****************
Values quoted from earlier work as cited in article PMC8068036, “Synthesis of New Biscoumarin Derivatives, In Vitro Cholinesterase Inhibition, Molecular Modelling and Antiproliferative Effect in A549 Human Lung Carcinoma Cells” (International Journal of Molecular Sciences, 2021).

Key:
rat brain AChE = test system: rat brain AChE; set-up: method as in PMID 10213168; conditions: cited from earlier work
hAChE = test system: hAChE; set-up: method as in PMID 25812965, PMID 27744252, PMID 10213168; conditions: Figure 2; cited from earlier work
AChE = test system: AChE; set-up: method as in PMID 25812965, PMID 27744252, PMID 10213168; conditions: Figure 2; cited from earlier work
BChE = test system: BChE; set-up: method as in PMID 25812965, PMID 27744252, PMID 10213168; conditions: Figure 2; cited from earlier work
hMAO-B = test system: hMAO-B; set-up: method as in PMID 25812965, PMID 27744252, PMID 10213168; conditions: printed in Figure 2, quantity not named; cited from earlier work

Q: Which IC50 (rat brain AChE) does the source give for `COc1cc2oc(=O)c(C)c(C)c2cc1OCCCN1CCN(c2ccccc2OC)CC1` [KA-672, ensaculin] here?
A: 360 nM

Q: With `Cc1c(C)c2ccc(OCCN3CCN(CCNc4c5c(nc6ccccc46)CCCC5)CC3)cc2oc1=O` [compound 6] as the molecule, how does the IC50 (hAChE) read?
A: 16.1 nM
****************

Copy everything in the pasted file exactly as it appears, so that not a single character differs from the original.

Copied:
Values quoted from earlier work as cited in article PMC8068036, “Synthesis of New Biscoumarin Derivatives, In Vitro Cholinesterase Inhibition, Molecular Modelling and Antiproliferative Effect in A549 Human Lung Carcinoma Cells” (International Journal of Molecular Sciences, 2021).

Key:
rat brain AChE = test system: rat brain AChE; set-up: method as in PMID 10213168; conditions: cited from earlier work
hAChE = test system: hAChE; set-up: method as in PMID 25812965, PMID 27744252, PMID 10213168; conditions: Figure 2; cited from earlier work
AChE = test system: AChE; set-up: method as in PMID 25812965, PMID 27744252, PMID 10213168; conditions: Figure 2; cited from earlier work
BChE = test system: BChE; set-up: method as in PMID 25812965, PMID 27744252, PMID 10213168; conditions: Figure 2; cited from earlier work
hMAO-B = test system: hMAO-B; set-up: method as in PMID 25812965, PMID 27744252, PMID 10213168; conditions: printed in Figure 2, quantity not named; cited from earlier work

Q: Which IC50 (rat brain AChE) does the source give for `COc1cc2oc(=O)c(C)c(C)c2cc1OCCCN1CCN(c2ccccc2OC)CC1` [KA-672, ensaculin] here?
A: 360 nM

Q: With `Cc1c(C)c2ccc(OCCN3CCN(CCNc4c5c(nc6ccccc46)CCCC5)CC3)cc2oc1=O` [compound 6] as the molecule, how does the IC50 (hAChE) read?
A: 16.1 nM